Tennis elbow, or lateral epicondylitis, is a painful condition of the elbow caused by overuse. Not surprisingly, playing tennis or other racquet sports can cause this condition, but several other sports and activities can also put you at risk.
Tennis elbow is an inflammation of the tendons that join the forearm muscles on the outside of the elbow. The forearm muscles and tendons become damaged from overuse — repeating the same motions again and again. This leads to pain and tenderness on the outside of the elbow.
Athletes are not the only people who get tennis elbow. Many people with tennis elbow participate in work or recreational activities that re-quire repetitive and vigorous use of the forearm muscle.
Painters, plumbers, and carpenters are particularly prone to developing tennis elbow. Studies have shown that auto workers, cooks, and even butchers get tennis elbow more often than the rest of the population.
The symptoms of tennis elbow usually develop gradually. In most cases, the pain begins as mild and slowly worsens over weeks and months. There is usually no specific injury associated with the start of symptoms.
Common signs and symptoms of tennis elbow include:
- Pain or burning on the outer part of your elbow
- Weak grip strength
- Elbow pain with grasping or gripping
The symptoms are often worsened with forearm activity, such as holding a racquet, turning a wrench, or shaking hands. Your dominant arm is most often affected; however both arms can be affected.
Your Orthopaedic Clinic doctor will consider many factors in making a diagnosis. These include how your symptoms developed, any occupational risk factors, and recreational sports participation.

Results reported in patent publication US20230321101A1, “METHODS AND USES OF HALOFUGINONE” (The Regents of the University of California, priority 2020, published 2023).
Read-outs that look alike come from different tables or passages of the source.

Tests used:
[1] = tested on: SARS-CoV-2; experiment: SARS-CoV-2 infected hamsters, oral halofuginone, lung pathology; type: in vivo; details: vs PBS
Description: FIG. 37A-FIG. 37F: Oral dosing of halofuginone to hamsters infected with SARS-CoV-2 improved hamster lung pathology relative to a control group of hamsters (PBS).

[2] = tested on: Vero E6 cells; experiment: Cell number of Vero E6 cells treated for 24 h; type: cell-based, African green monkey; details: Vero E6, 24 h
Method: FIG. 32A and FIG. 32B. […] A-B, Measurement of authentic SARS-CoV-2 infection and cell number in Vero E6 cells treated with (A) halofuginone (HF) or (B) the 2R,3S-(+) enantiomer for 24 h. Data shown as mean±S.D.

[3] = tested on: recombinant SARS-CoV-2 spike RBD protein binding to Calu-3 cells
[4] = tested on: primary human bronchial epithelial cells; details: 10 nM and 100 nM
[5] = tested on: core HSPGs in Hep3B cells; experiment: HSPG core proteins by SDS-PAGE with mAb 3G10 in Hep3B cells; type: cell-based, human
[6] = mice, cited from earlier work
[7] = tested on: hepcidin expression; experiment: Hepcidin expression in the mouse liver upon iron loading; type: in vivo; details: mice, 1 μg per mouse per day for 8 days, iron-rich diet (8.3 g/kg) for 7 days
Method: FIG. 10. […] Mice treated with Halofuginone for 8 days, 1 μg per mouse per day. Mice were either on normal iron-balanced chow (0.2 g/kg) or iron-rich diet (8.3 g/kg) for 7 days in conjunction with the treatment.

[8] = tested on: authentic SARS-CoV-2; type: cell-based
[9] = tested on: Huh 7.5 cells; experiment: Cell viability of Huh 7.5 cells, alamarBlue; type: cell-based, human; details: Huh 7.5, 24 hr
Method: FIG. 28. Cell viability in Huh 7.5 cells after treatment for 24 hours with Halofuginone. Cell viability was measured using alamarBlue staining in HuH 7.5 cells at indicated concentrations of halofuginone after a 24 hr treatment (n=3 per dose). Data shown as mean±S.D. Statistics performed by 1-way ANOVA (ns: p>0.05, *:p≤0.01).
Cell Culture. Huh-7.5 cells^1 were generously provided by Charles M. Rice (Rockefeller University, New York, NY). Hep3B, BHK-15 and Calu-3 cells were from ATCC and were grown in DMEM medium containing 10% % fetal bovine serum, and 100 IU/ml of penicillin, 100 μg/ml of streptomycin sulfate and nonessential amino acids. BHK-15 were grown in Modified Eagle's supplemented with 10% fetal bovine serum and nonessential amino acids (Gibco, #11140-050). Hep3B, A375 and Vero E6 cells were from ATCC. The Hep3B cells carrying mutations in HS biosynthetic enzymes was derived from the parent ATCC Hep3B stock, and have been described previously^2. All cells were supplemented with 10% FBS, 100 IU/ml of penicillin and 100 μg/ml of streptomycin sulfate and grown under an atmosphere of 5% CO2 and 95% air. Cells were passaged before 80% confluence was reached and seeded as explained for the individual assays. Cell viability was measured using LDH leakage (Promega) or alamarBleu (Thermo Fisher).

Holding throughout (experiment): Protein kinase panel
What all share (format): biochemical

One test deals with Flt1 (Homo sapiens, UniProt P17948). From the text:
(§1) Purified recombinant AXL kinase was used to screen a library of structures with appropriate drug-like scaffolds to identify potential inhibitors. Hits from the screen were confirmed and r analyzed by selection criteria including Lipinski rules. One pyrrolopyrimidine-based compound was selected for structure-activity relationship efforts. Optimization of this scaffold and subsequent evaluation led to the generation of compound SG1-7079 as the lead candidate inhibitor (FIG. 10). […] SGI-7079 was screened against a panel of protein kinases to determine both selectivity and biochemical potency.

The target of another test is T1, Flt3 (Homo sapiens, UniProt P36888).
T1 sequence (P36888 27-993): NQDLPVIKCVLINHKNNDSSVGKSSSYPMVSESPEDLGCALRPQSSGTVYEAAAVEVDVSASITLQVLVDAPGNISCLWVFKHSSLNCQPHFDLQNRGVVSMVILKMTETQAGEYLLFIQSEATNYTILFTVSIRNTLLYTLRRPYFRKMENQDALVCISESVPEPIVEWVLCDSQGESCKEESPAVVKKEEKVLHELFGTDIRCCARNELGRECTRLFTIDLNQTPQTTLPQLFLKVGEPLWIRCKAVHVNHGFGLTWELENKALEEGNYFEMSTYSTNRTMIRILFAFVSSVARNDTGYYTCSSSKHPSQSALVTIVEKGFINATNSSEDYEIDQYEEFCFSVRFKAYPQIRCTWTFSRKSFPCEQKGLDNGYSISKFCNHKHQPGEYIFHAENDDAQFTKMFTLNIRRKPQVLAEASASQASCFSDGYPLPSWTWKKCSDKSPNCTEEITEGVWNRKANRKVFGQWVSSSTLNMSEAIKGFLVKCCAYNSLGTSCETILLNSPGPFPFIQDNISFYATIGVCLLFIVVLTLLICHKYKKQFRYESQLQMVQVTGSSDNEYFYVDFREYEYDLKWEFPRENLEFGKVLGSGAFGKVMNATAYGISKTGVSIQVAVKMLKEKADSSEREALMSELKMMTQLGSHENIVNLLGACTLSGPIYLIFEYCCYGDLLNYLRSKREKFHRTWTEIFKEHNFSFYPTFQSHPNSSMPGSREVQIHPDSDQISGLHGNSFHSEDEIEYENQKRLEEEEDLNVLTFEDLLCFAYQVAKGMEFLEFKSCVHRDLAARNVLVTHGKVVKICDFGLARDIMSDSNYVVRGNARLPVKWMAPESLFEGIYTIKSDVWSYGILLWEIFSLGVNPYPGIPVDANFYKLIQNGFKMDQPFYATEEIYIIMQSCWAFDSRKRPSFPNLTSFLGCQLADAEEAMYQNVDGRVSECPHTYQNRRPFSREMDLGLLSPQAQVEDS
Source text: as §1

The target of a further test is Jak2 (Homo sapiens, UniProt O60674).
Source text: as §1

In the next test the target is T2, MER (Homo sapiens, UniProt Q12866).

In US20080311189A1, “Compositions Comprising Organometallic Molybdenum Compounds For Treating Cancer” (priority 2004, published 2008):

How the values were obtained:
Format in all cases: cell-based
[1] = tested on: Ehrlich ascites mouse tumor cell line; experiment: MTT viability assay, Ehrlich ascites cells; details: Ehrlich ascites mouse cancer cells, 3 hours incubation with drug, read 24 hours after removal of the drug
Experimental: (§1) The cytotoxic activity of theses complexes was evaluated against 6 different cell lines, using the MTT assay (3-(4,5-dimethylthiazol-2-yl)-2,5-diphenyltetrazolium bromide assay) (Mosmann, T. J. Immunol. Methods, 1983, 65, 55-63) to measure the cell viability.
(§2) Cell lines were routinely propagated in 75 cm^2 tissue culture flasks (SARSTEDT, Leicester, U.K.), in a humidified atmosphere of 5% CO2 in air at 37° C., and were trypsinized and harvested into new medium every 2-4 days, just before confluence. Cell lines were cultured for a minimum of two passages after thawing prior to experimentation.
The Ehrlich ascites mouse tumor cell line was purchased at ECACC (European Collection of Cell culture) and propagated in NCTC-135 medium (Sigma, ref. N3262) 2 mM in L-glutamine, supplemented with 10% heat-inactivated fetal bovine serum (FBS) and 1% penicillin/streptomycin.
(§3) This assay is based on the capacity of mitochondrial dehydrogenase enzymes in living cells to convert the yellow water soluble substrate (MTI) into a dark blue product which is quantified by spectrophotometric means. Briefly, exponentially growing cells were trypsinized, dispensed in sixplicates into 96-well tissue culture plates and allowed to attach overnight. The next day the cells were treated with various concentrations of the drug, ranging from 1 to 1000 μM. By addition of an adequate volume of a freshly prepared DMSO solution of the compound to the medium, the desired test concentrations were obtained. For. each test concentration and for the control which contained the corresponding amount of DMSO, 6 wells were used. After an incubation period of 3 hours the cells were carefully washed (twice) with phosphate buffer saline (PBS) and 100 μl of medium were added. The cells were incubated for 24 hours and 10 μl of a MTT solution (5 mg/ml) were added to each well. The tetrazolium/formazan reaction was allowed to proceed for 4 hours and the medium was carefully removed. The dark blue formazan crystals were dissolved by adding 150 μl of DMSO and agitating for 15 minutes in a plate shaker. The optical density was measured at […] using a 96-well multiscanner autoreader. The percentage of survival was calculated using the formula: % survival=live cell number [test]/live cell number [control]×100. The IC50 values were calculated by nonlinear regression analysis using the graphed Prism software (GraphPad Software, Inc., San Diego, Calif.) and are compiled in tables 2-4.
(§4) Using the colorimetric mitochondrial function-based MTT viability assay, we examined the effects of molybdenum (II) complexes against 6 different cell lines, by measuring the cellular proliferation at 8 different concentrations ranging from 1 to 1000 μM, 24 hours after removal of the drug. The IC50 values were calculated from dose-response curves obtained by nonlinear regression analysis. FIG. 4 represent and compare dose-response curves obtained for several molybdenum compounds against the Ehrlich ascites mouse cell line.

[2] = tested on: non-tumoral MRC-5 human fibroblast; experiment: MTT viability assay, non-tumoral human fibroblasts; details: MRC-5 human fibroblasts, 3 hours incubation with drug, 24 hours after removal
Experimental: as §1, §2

During the examination, your doctor will use a variety of tests to pinpoint the diagnosis. For example, he may ask you to try to straighten your wrist and fingers against resistance with your arm fully straight to see if this causes pain. If the tests are positive, it tells him that those muscles may not be healthy.
X-rays may be taken to rule out arthritis of the elbow. An MRI scan may be ordered to help him see if you have a possible herniated disk or arthritis in your neck. Both of these conditions often produce arm pain.
Approximately 80% to 95% of patients have success with nonsurgical treatment. Non-surgical treatment includes rest from the activities that cause your pain, non-steroidal anti-inflammatory medications like Naproxen, ibuprofen or others, arm braces and straps, physical therapy, steroid injections and platelet rich plasma (PRP) injections.
PRP has over 1,500 healing factors and has been shown to help with chronic tendonitis. The specialists at The Orthopaedic Clinic are the only doctors in the area offering this innovative, cutting-edge treatment option.
If your symptoms do not respond after 6 to 12 months of nonsurgical treatments, your doctor may recommend surgery. Most surgical procedures for tennis elbow involve removing or releasing the dis-eased muscle tissue.
The right surgical approach for you will depend on a range of factors but this surgery can be done arthroscopically which makes your recovery quicker, easier and less painful.
If you have these symptoms, let our elbow specialists evaluate you and help you get over that nagging elbow pain.